TUSCALOOSA, Ala. _ It was something that was bound to come up during training camp, but University of Alabama coach Nick Saban decided the time was right to say something Saturday.

When the first question after the Crimson Tide’s first fall scrimmage was if the defense was working more on stopping hurry-up, no-huddle offenses, Saban took issue with those claiming it’s an Alabama weakness.

“In all honesty, guys, you all make way too much of this,” he said. “I mean, the last game the team had 21 points against us with 30 seconds to go in the game, and I don’t think anybody held them to 21 points all year long. I saw them score 60 in the SEC Championship Game, or whatever.

“We shut Ole Miss out here. We had four turnovers against Oklahoma that led to 28 points. Two of them, the defense never even got back on the field. So there were 14 points they didn’t even show up for. They run the kickoff back for a touchdown, recovered a fumble for a touchdown – and gave them the ball another time on the 13-yard line. So when you look in it deeply relative to how the other teams do, do we need to play better or do we play as well against those teams as maybe some other teams? I guess you could make the case for that.”

Although Alabama gave up fewer than 200 total yards of offense to four opponents (including Kentucky and Mississippi State), and kept Ole Miss and Virginia Tech to under 225, the defense essentially yielded twice as many yards to three opponents.

Texas A&M tallied 628 total yards, Auburn had 393 and Oklahoma 429. Alabama won the first in a shootout and lost the other two.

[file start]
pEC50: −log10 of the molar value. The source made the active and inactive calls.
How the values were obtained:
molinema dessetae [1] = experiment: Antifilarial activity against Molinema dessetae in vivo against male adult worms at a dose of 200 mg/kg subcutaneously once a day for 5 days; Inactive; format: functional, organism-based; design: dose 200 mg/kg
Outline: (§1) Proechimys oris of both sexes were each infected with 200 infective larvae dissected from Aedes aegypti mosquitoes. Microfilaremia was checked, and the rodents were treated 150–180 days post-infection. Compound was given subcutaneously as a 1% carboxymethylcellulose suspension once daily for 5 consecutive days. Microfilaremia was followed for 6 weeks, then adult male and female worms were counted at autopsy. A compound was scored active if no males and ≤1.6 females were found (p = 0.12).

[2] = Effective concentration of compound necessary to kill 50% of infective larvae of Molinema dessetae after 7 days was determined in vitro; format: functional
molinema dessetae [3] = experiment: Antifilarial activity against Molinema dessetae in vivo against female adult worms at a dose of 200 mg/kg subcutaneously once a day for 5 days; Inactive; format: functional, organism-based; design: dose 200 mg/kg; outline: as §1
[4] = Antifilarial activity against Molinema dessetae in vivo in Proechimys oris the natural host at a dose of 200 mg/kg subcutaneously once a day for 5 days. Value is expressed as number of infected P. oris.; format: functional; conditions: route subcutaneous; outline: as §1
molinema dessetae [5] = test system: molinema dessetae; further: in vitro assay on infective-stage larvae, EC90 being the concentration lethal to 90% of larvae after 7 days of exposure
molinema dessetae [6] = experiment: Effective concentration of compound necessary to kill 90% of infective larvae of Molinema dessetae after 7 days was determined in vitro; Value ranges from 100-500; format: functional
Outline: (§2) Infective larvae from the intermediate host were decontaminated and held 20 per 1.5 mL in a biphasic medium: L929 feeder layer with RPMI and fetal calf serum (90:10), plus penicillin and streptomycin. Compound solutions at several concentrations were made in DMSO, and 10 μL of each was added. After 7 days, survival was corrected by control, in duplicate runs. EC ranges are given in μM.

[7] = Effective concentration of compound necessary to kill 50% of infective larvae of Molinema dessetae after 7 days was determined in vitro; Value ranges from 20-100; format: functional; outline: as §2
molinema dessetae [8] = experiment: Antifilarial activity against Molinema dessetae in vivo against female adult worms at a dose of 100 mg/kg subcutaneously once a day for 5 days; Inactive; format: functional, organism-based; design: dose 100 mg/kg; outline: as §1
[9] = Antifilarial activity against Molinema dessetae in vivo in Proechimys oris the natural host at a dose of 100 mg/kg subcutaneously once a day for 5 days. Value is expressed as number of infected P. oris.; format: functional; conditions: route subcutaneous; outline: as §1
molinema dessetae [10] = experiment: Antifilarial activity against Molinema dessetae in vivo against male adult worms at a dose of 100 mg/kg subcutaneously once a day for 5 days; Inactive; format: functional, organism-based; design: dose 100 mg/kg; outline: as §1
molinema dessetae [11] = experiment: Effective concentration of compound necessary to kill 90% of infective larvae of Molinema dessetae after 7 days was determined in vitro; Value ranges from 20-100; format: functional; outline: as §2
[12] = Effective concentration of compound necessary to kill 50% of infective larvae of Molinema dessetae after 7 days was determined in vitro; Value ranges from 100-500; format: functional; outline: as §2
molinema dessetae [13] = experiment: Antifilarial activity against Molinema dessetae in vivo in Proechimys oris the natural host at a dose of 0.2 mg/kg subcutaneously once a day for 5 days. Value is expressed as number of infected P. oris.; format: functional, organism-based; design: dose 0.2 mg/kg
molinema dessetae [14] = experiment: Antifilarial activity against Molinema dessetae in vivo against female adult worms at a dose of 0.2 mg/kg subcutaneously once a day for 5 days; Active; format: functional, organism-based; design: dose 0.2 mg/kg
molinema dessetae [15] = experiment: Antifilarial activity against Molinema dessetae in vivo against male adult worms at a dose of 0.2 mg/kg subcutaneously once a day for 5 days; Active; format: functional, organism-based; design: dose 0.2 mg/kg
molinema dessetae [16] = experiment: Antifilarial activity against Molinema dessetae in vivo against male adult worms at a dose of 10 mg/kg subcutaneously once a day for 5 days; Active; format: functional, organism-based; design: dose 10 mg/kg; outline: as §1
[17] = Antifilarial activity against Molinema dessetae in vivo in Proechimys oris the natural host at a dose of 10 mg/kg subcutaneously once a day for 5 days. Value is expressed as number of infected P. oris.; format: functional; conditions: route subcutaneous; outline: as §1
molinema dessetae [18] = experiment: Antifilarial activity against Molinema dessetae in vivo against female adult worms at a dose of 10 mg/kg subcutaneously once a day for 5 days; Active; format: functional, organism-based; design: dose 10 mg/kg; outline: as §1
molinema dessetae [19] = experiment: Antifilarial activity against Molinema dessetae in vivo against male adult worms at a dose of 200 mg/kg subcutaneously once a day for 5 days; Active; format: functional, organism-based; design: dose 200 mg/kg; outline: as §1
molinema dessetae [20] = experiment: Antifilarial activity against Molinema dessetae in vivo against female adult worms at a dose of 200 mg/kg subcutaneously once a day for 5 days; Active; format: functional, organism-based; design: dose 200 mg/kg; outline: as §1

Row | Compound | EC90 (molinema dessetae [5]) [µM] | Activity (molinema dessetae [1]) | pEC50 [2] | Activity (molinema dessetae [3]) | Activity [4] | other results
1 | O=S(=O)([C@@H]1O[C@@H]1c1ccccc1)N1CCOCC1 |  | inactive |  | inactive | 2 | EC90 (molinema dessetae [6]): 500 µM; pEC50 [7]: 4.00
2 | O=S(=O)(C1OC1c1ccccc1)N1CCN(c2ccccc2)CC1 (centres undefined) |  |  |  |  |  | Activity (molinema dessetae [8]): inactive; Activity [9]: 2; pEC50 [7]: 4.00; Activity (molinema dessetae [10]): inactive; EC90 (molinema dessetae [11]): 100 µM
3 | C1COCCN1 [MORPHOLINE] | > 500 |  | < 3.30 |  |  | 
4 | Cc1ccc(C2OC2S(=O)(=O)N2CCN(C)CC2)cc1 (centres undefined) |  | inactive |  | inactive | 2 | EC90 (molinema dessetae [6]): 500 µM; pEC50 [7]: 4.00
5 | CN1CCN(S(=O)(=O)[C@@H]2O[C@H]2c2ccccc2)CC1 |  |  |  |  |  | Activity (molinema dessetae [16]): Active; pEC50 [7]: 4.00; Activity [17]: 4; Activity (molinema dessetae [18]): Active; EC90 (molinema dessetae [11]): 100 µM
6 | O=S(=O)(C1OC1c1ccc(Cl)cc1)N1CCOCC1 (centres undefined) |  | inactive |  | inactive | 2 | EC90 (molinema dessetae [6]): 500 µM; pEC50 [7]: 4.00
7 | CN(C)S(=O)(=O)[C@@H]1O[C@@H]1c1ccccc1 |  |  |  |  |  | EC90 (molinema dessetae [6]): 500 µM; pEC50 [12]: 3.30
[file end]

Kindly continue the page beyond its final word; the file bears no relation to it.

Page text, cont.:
“I do think that it’s much more difficult for defensive players to sustain their intensity throughout the game when they’re playing that many plays,” Saban continued. “So it becomes a team thing. How about keeping the ball away from them? How about controlling the ball on offense so they don’t the ball so much? That’s something that we did in the A&M game. We didn’t play very well on defense in that game, in my opinion. We didn’t play very well on defense in the Oklahoma game. But we make it out like we’re horrible when we play a (no-huddle) team.

“We played seven no-huddle teams last year. We didn’t as well as we should have in a couple of those games. But I also think that it takes the defensive coaches out of the game. We do a good job of scheming people when we play them. We do a good job of telling our players how they need to play things and how to stop what they do. And when you play a no-huddle team, you can’t do as good a job of that. They don’t recognize it as fast, and I don’t care how you practice it, it’s going to be difficult unless you’re a no-huddle team yourself.

“That has a downside because how do you coach the players? Can’t coach them between plays because everything’s about how fast you go.

So we’re going to improve on it. We’re practicing it better. We need to improve on it. But I think we need to improve on defense period.”